Mendo’s elections this year are also bound to be contentious, and their District Attorney race is no exception.  I am informed that there are three candidates.

The incumbent is Meredith Lintott (the link is to her Facebook page, but I’ve subsequently located her official site) who was elected following Norm Vroman’s death in last election cycle.  She is being criticized by Medical Marijuana advocates with regard to her policies, and some claim that she is pushing the marijuana prosecutions well beyond the public’s comfort level.  She had promised leniency, but perhaps has come to view the subsequent passage of Measure B (which repealed elements of Measure G) in 2008 as a mandate for more aggressive prosecution of marijuana crimes.   Although she is perceived by many as “conservative,” she emphasizes among her successes interventionist/community based comprehensive policies.  Although all D.A. candidates have to make some lip service in that direction, she claims to have delivered on it.  She also claims to have pursued environmental crimes and boasts success in negotiating a half a million dollars settlement in a case pertaining to the construction of the new Noyo Bridge (anybody with info?).  She is backed by Congressman Mike Thompson among others.   A curious name on her list is Michael Sweeney.  Could he be Judi Bari’s ex-husband?  According to her Facebook page she also likes to listen to Eric Clapton, and, well, she’s willing to admit she listens to Jack Johnson, for which she deserves credit for bravery.

Running against her is Matt Finnegan who worked under Lintott, but was fired (I don’t know why – maybe someone does?).  His issues page contains many of the usual generalities and vagueness, but also some interesting clues as to his overall philosophy.  On marijuana, he backed Measure B, and he adopts the safe position of promising to pursue trafficking for profit, grows on public lands, and trespasses onto private lands, while promising to honor Proposition 215 and deprioritize small time possession cases.  He goes out of his way to emphasize transparency and accountability, and promises against “cronyism,” which leads me to wonder if those are going to be issues raised with his former boss.  He emphasizes his support of gun rights, which might cost him progressive votes in other communities, but is unlikely to be an issue as even most progressives here tout what they call “rural values” which distinguish them from their urban progressive counterparts.  And he throws the usual bones to progressives, again, by emphasizing interventionist approaches to law enforcement, promising to work with public defenders and substance abuse treatment advocates in a comprehensive policy.  He also promises to work with judges to implement policies which discourage late hour settlements which waste the time of potential jurors on Monday mornings, but he is not very specific – triggering concerns for me that what he has in mind is sanctions for defendants who settle late and/or incentives for early settlement, thereby creating a negotiation disadvantage to defendants.  I guess the big question he has to answer is why he is running against his former boss.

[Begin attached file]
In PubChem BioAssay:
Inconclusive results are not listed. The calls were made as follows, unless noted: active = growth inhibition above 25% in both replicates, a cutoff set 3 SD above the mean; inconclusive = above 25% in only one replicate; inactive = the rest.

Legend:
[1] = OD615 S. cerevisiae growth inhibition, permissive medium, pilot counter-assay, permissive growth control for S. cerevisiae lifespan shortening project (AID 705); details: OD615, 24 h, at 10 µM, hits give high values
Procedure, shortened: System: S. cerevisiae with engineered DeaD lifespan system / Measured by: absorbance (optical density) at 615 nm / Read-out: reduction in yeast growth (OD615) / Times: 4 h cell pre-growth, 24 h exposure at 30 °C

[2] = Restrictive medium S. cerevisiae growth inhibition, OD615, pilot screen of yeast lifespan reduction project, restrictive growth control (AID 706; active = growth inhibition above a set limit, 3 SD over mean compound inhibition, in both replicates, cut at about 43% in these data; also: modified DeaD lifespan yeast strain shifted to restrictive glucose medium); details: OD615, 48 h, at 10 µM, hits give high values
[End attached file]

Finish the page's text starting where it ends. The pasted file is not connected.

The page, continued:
Also running is David Eyster who currently practices criminal defense in a private practice, but has been a “tough prosecutor” (no word as to whether he’s been a tough defense attorney”) in the past.  Eyster has some endorsements (I don’t know any of the names) and a handful of “commendations,” the red flag for progressives constituting praise from Republican former Attorney General Dan Lungren (who among other things basically pretended that Proposition 215 never happened for the duration of his office).  This Mike Geniella article on Eyster which is linked from the “news” page of Eyster’s site quotes Eyster as referring to marijuana as “the elephant in the room” neither of the other candidates will discuss.  He then says, pretty much what they say, that he’ll respect Proposition 215 while prosecuting the profiteers.

So who is the “progressive” and who is the “conservative?”  The labels might have some relevance in the Humboldt race.  I don’t know that they’re at play in Mendo.

I did come across this handy link to the Anderson Valley Advertiser piece which reviews each of the candidates’ Facebooking.  Are any of our Humboldt candidates Facebooking?

Thoughts from Mendo voters up on the race would be helpful.  For instance – does anybody know why Lintott fired Finnegan?